Proposed document of the IAP initiative on Genetically modified Organisms
Are there hazards for the consumer when eating food from genetically
modified plants?

On the basis of existing scientific literature this report examines the potential risks for people who consume
products of genetically modified (GM) plants. Taken into account are toxicity, the potential of causing cancer
and food allergies, and the effects of consuming foreign DNA, including the DNA of antibiotic resistance genes.
The report reaches the conclusion that in consuming food derived from GM plants approved in the EU and in the
USA, the risk is in no way higher than in the consumption of food from conventionally grown plants. On the
contrary, in some cases food from GM plants appears to be superior in respect to health.
Probably no discovery in plant sciences has had, in so short a time, such far reaching consequences on
agriculture as the method reported in 1983 for the genetic modification of plants by means of gene technology.
Only 20 years later, genetically modified varieties were grown on 55% of the global cultivation area of the soy
bean, 11% of maize, 21% of cotton and 16% of rape seed, whereby the overall increase amounted to 12% in
2002 and to even 15%. in 2003. This clearly demonstrates that in agriculture the application of gene technology
has been very successful economically. So far the genetic modifications focussed primarily on the generation of
herbicide tolerant varieties for minimising harvest losses due to weeds, and the generation of insect resistant
varieties to decrease losses from insect damage. More recent developments deal with protection against viral and
fungal infections, the enhancement of tolerance towards dryness and salinity, the formation of male sterile plants
for the generation of productive hybrids and the improvement of the nutritional quality of crop plants, e.g. by the
modification of the fatty acid composition in oil seeds.
The campaigns of opponents of Green Biotechnology, such as for instance Greenpeace, have led to great anxiety
among large parts of the population, by implying that food from genetically modified organisms (GMO) is a
health hazard. “Organic” products are advertised as free from GMO, suggesting that they are especially healthy.
The slightest trace of GMO resulting from the distribution of pollen in “organic” cultures, is termed genetic
pollution and in some countries is regarded as a reason for damage claims.
The question arises: does the consumption of food from GM plants really involve a
health hazard for the consumer?
The present report will answer this from the scientific viewpoint. This means that all the information is
ultimately derived from publications in peer reviewed scientific journals, where the contributions are checked
according to scientific criteria.
The interests of the consumer are protected by very rigid licensing procedures with scientifically robust protocols
laid down by national and also international organisations, such as for instance the FAO (Food and Agricultural
Organisation of the United Nation), the OECD and the European Union. These regulations are much stricter than
those required for conventionally grown food. Moreover, in the European Union it is now obligatory that all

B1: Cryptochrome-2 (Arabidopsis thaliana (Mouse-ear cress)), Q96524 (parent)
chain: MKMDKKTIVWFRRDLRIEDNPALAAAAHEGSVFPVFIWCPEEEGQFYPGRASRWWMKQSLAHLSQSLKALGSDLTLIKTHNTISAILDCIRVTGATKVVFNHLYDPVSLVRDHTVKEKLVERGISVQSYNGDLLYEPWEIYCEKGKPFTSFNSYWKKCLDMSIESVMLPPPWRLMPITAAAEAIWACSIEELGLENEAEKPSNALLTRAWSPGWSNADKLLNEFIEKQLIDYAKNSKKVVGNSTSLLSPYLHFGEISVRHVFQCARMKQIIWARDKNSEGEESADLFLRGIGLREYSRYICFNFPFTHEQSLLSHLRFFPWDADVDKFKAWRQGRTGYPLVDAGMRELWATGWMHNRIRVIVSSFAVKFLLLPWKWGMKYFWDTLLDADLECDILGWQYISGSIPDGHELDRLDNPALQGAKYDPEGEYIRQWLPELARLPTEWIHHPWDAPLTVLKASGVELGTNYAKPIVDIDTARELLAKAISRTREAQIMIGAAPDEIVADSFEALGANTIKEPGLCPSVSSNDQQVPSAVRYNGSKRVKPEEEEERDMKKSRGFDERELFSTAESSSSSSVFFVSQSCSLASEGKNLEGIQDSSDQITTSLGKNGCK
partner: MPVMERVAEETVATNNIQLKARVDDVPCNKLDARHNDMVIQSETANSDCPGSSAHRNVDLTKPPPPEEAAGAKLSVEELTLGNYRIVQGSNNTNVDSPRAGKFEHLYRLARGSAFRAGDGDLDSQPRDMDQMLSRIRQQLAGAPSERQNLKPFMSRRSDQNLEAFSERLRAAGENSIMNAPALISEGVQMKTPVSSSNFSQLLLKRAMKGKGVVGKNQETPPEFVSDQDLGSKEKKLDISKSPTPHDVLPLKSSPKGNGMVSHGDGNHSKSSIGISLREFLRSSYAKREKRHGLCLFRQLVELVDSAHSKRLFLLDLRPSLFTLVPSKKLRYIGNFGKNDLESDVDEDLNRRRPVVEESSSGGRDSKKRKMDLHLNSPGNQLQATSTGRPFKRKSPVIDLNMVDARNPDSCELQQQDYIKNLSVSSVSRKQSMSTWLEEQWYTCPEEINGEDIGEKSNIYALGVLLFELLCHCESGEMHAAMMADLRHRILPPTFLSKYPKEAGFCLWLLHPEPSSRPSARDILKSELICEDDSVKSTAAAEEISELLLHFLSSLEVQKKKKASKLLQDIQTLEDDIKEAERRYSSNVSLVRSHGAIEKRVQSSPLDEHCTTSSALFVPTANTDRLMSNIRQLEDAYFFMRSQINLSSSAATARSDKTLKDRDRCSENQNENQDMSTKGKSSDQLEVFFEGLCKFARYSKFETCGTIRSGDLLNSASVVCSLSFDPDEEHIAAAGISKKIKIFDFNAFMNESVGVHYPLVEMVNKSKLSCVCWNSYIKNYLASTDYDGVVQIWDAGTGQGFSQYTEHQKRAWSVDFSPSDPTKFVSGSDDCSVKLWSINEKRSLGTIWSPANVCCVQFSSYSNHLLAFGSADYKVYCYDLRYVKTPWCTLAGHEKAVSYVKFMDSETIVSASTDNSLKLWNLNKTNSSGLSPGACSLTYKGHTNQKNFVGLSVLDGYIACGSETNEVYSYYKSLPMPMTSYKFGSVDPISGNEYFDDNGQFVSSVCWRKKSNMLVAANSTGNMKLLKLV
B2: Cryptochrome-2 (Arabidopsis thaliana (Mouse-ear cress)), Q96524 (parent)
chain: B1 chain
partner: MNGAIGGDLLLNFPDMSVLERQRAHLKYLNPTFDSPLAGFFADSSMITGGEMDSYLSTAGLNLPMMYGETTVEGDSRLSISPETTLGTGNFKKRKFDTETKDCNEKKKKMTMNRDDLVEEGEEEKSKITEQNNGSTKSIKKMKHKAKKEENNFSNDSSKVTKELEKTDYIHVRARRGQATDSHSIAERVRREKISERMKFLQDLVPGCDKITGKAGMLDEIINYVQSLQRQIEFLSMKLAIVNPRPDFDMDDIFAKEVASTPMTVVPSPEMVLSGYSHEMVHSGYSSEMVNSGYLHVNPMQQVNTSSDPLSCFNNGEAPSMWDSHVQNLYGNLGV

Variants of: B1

ingredients from GM plants in food are labelled as such.
In principle, an absolute safety of food, whether produced conventionally or from GM plants, cannot be
guaranteed. It is common knowledge that conventionally produced food can be the cause of allergies for
predisposed persons. Food of plant origin can also contain toxic or carcinogenic substances. Nature has provided
plants with a large arsenal of defence substances as a protection against damage from feeding insects or from
bacterial and fungal infections. Moreover, plant products may be contaminated by fungal toxins, a number of
which are strongly carcinogenic. The Fusaria toxins, which often pollute wheat and maize also when grown
“organically”, may serve here as an example. It has been estimated that in the Western civilisation the majority
of ingested carcinogenic substances derive from natural plant food.
Since absolute safety is not possible, the basis for the approval of food products containing GMO is the
evidence that they are at least as safe and nutritious as the corresponding products from conventionally
produced crops.

The following deals in more detail with the widespread discussion on the possible risks from consuming products containing GMO. The basis for this will be, amongst others, the very detailed GM Science Report of the Royal Society (first report 2003, second report 2004), compiled by a panel of 28 distinguished scientists from
various disciplines, a report from the Food Standard Agency (UK) and the symposium of Green Biotechnology
of the Union of the German Academies (2002).
Is it possible that due to the new or varied gene products in GMO, food containing
GMO has a higher toxicity or cancerogenicity than conventionally grown food, deriving
either from the effect of the new gene product, or by unexpected mutations from the
insertion of the new gene (insertion mutant), causing damage to an existing gene?
First let it be stressed that in the process of conventional breeding utilising mutagenic chemicals or energy rich
radiation (e.g. γ rays from a cobalt radiation source), the dangers due to unintentional mutations are very much
higher than in the generation of transgenic plants. For the development of a GMO variety the time normally
required is at least 10 years, during which a very detailed investigation of the equivalence of a GM plant in
respect to the phenotype, growth properties and their content of substances is undertaken in laboratory and field
trials. Toxicity and carcinogenicity are tested in feeding trials with livestock and rats before approving this